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What opportunities should be taken advantage of in 1L? + some EC & time questions

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Which opportunities at U of T do you think most 1Ls would benefit from experiencing? (I.e. DLS, clubs, etc.). I understand it's dependent on each individual, but for someone who wants to experience different aspects of the law and is not necessarily tied down to one specific area yet, is there anything you would recommend?

Additionally, what do students actually do in DLS? I have read on other posts that it can get quite intense and I wasn't sure what that would entail. How does it compare to PBSC?

I was thinking of trying to be involved with DLS (or PBSC) and law review, as well as a club - is this manageable with a 1L workload? I do want to set aside a lot of time to just study, but I'm interested in all these different commitments and have no idea how they'd affect my time. Generally speaking, would it all be too much, especially when just starting law school?

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I remember in my school, during the 1L, alot of my colleagues were quick to sign up for things during first semester. However, after people got their first exam marks back there was a very noticeable exodus. 

My advice, find your groove first before you worry about all these additional commitments. 

U of T is going to be filled with some of the best students in the country, whom are competing with you for opportunities that are in limited supply. 
Sure, grades aren't everything. They won't be the tie breaker to you getting a job over another applicant in the late stages of the interview process in the recruits. However, bad grades will definitely preclude you from getting opportunities to interview. 

Assuming you intend to secure a 'good' job before graduating, choose how you spend your time wisely. 

Best of luck, 

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There's plenty of time in 1L to do all the things you listed. And, a contrario, often of the best-performing law students are the most involved. (I am not making any claim as to causation, here.) I personally think you get more out of law school by being an active member of the community. There are a lot of really fantastic opportunities and I think it would be a shame to deprive yourself of those because of an obsession with grades.

As for things I would recommend: Do what interests you. You are correct in that DLS is probably the most demanding extracurricular, but it's a unique opportunity to do real advocacy (on immigration, housing, etc.). PBSC is an assortment of very different extracurricular opportunities, some akin to clinics others more like RA positions. Clubs are generally little work and are, more than anything, a chance to meet other students who share your interests.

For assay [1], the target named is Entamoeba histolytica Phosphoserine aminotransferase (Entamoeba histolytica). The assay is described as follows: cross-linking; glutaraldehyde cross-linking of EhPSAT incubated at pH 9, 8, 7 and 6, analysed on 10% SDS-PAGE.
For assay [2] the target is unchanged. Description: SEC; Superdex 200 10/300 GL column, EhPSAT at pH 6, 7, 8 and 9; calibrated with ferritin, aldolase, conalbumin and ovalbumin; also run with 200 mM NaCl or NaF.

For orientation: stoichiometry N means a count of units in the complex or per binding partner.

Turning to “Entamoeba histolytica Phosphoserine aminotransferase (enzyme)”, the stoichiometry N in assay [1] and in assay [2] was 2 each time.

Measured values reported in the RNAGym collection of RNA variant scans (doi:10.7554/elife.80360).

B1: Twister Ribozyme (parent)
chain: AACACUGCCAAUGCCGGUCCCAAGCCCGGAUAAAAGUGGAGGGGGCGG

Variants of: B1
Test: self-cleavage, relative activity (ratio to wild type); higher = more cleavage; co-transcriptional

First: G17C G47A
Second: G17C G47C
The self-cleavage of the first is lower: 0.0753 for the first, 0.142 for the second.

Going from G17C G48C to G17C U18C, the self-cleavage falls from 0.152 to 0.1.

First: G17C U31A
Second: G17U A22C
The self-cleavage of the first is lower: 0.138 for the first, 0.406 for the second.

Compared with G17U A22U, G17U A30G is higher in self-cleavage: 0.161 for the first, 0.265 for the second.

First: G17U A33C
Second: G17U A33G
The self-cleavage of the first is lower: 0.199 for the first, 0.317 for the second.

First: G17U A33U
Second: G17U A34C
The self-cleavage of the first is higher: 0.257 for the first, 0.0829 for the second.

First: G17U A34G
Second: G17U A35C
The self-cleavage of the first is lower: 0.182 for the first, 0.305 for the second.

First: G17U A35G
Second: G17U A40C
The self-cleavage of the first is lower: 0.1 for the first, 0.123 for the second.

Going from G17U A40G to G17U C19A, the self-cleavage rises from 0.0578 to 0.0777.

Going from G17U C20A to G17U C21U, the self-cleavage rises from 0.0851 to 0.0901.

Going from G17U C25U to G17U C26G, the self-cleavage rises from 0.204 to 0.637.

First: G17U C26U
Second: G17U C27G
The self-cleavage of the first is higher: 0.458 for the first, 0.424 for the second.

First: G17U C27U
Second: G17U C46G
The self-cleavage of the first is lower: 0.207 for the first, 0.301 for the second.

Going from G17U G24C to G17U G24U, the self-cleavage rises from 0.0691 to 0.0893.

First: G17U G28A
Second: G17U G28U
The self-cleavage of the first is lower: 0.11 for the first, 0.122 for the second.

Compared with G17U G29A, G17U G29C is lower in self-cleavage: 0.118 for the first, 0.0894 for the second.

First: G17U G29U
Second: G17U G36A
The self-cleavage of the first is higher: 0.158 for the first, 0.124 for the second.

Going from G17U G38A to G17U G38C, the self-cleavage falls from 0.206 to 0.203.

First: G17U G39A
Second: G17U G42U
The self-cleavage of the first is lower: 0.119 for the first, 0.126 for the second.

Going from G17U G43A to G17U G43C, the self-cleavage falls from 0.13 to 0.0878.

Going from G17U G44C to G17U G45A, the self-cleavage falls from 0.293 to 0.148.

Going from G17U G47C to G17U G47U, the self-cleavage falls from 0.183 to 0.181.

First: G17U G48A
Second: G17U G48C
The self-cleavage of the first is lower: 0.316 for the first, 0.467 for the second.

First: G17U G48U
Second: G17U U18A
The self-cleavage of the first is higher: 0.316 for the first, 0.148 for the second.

But don't worry about it yet. Actually, don't worry about it at all. Opportunities to get engaged in 1L are not in short supply. 

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Worth noting that 1L DLS positions are to my understanding (I'm a 2L caseworker, did not do 1L work) not so much advocacy as much as funnelling clients to the upper year caseworkers. Not to say that there aren't opportunities to do cool things, but the fact is that most cool things come later. 

Once you get here, have fun. Don't be scared off of participating because you feel as though you need to invest your every waking moment in school. I look back much more fondly on my time from last year spent writing, rehearsing, performing Follies than I do my time trying to sort out what a fundamental breach is. 

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On 1/6/2019 at 11:36 AM, Otter248 said:

Worth noting that 1L DLS positions are to my understanding (I'm a 2L caseworker, did not do 1L work) not so much advocacy as much as funnelling clients to the upper year caseworkers. Not to say that there aren't opportunities to do cool things, but the fact is that most cool things come later. 

Depends on the division you're in! You get plenty of experience helping clients and going to court in the criminal division, even in 1L.

9810374 Generally, I would highly recommend doing DLS, even if it's not as involved as it would be in upper years. From the feedback I received in my interviews during the recruit, it was one of the top things that interviewers were looking for, alongside the 1L moot (tryouts happening soon, would highly recommend!).

If you want more detailed info or if you want to meet for a coffee or something on campus instead of on the internet, dm me. :)

Edited by rightsoherewego
tagging OP